By Asha Sistla
(Reuters) - Gold eased on Thursday as investors opted for the relative shelter of the U.S. dollar from waning risk-on sentiment and after the U.S. Federal Reserve expressed worries over the slow pace of economic recovery.
Spot gold was down 0.2% at $1,840 an ounce by 1258 GMT. Prices had fallen to their lowest since Jan. 18 at $1,830.80 on Wednesday. U.S. gold futures shed 0.3% to $1,838.60.
"The (Fed) meeting yesterday had no positive impact on gold because, before and after the meeting, the dollar strengthened as it was sought after as a safe-haven due to other concerns in financial markets and that weighed on gold prices," said Commerzbank analyst Daniel Briesemann.
The Fed said the pace of the recovery in U.S. economic activity and employment had moderated in recent months, but kept its key interest rates and monthly bond purchases unchanged.
The dollar hovered near a one-week high hit in the previous session after a sharp sell-off on Wall Street on Wednesday and with European equities hitting one-month lows in early Thursday trade.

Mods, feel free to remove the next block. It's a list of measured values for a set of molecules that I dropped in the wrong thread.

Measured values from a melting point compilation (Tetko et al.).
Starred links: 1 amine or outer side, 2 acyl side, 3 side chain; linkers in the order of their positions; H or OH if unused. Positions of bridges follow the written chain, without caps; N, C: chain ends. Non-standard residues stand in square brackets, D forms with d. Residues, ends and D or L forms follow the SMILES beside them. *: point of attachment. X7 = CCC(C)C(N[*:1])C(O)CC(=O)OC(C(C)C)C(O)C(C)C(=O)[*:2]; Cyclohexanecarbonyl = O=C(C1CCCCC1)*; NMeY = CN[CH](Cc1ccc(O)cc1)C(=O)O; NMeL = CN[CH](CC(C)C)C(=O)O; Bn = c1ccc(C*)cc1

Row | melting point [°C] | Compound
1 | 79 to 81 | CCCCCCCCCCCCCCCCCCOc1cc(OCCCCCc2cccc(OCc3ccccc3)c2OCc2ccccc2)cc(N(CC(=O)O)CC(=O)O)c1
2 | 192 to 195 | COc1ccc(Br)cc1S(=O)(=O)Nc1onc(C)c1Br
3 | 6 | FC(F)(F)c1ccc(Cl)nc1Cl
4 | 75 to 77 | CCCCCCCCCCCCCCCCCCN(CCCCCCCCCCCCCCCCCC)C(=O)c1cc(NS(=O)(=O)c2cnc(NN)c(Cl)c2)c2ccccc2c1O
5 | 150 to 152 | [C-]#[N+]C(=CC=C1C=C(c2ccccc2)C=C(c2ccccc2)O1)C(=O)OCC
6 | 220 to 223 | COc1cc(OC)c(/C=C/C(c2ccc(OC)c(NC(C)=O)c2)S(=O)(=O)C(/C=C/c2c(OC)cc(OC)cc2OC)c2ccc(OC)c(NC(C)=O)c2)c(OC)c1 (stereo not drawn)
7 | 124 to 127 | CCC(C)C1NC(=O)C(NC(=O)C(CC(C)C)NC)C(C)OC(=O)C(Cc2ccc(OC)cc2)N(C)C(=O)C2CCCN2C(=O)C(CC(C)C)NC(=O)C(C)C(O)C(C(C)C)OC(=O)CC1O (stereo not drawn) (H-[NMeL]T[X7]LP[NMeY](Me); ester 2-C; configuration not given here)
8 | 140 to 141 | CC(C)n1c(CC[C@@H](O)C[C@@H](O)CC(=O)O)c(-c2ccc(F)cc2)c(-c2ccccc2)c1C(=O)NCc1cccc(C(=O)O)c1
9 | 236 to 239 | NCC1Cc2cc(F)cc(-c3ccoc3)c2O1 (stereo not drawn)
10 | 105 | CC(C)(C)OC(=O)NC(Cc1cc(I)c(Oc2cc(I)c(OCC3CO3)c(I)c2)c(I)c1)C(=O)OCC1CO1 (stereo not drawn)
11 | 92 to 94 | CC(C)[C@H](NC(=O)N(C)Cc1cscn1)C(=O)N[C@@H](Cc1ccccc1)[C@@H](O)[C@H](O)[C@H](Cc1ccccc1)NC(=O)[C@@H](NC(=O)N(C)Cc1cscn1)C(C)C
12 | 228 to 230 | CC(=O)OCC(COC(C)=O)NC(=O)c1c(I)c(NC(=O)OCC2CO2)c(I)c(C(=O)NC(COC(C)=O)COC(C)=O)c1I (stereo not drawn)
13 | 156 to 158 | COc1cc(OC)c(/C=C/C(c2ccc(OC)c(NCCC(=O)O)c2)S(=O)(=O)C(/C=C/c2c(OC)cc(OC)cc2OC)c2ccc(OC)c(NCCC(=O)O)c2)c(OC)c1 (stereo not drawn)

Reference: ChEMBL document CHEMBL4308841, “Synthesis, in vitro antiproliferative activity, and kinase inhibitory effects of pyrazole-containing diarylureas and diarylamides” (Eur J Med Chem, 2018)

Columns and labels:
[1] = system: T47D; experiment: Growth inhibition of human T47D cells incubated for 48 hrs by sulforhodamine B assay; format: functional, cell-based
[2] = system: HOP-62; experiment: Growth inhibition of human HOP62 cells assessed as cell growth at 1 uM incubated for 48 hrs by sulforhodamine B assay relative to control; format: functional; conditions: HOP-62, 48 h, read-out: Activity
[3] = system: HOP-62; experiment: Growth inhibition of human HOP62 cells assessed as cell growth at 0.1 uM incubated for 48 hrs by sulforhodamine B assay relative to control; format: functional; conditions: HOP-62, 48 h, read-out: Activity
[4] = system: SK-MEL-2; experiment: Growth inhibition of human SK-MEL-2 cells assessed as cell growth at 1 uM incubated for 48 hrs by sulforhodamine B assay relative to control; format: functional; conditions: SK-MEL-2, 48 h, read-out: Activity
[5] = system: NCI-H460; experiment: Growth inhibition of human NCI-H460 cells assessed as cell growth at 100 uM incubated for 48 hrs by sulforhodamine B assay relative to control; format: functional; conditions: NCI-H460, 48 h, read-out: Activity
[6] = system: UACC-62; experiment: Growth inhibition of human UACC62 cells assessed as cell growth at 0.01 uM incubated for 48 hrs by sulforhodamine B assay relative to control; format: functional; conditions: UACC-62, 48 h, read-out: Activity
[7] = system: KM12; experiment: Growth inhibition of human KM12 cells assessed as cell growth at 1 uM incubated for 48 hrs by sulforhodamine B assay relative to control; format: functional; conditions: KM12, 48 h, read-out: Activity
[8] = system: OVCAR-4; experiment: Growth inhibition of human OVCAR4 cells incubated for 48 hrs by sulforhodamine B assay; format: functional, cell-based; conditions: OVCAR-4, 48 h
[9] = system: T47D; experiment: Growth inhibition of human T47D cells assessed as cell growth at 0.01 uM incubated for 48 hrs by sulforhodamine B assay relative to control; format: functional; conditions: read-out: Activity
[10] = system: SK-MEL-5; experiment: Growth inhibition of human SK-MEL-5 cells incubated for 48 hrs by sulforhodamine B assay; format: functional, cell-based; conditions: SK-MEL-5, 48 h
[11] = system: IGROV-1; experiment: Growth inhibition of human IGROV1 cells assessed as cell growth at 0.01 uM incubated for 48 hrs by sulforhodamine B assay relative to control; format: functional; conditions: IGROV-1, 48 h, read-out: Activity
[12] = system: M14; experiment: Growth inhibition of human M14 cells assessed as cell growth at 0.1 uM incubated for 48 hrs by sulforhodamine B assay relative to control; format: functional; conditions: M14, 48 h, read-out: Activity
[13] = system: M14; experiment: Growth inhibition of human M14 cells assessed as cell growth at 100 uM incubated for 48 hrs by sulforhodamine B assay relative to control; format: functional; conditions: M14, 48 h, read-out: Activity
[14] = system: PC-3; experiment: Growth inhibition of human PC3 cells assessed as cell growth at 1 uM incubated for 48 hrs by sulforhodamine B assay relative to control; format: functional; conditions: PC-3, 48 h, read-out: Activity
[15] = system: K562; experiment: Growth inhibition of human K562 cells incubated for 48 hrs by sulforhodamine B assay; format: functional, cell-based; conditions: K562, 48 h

"If you have a sharp decline in equities, you'd expect gold to come down with it...meaning that quite often people who are looking at the possibility of margin calls raise cash by selling their gold holdings," said StoneX analyst Rhona O'Connell.
The delay in a $1.9 trillion U.S. coronavirus stimulus deal, which has not received a green signal from Republicans, weighed further on gold.
"Maybe (market players) are waiting a little bit longer to see if gold can regain the 200-day moving average or, if it'll fall further to $1,800, which should be quite an attractive buying opportunity," added Commerzbank's Briesemann.
Silver was up 0.1% to $25.26 an ounce, while platinum edged down 0.1% to $1,064.39.
Palladium fell 0.2% to $2,300.04 after touching its lowest since Dec. 21 earlier in the session.
(Reporting by Asha Sistla in Bengaluru; editing by Barbara Lewis, Kirsten Donovan)